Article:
Annualized rate of increase of Bitcoin (BTC) money supply
The 21,000,000 Bitcoin (BTC) that will ever exist are created on a fixed and predictable schedule.
Most currency today is inflationary on a politically random and capricious schedule. The United States Federal Reserve, for example, increases the money supply of the U.S. Dollar at its own discretion with an ostensible goal of devaluing the dollar by about 2% every year.
The supply of Bitcoin (BTC) is determined by the Block Reward, which halves every 210,000 blocks (about every 4 years). For the first 210,000 mined blocks of bitcoin, 50 bitcoin were created per block. For the next 210,000 mined blocks, 25 bitcoin were created per block. On July 9, 2016, the 420,000th block was mined and the Block Reward halved again to 12.5 bitcoin per block.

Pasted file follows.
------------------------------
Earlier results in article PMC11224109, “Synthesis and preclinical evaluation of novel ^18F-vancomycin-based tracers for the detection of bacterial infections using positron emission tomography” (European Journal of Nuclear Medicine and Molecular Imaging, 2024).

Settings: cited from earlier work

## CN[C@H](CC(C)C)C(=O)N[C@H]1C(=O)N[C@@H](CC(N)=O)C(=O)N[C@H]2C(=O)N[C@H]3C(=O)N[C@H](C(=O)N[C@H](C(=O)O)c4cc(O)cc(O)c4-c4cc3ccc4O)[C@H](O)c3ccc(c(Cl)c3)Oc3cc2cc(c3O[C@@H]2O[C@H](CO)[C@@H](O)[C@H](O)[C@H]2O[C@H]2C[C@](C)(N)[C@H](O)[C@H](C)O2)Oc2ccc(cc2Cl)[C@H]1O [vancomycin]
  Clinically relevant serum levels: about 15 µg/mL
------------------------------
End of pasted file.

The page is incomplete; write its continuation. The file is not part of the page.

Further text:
This pattern will continue until the Block Reward becomes zero. Bitcoin Cash (BCH) maintained the same pattern after its Aug 1, 2017 blocksize increase fork, as did Bitcoin (BTC) after its Aug 24, 2017 SegWit fork. More than 80% of all the Bitcoin (BTC) that will ever exist already exist today.
Bitcoin (BTC) inflation is a function of its supply and the current Block Reward.
Annualized Inflation Rate = Annual increase in the supply of Bitcoin (BTC) / Current supply of Bitcoin (BTC)
Inflation rate = (Block Reward * Blocks / Year) / Current supply of Bitcoin (BTC)
The academic debate about the health of inflation in a currency system is being empirically tested by Bitcoin (BTC)'s transparent and limited supply schedule.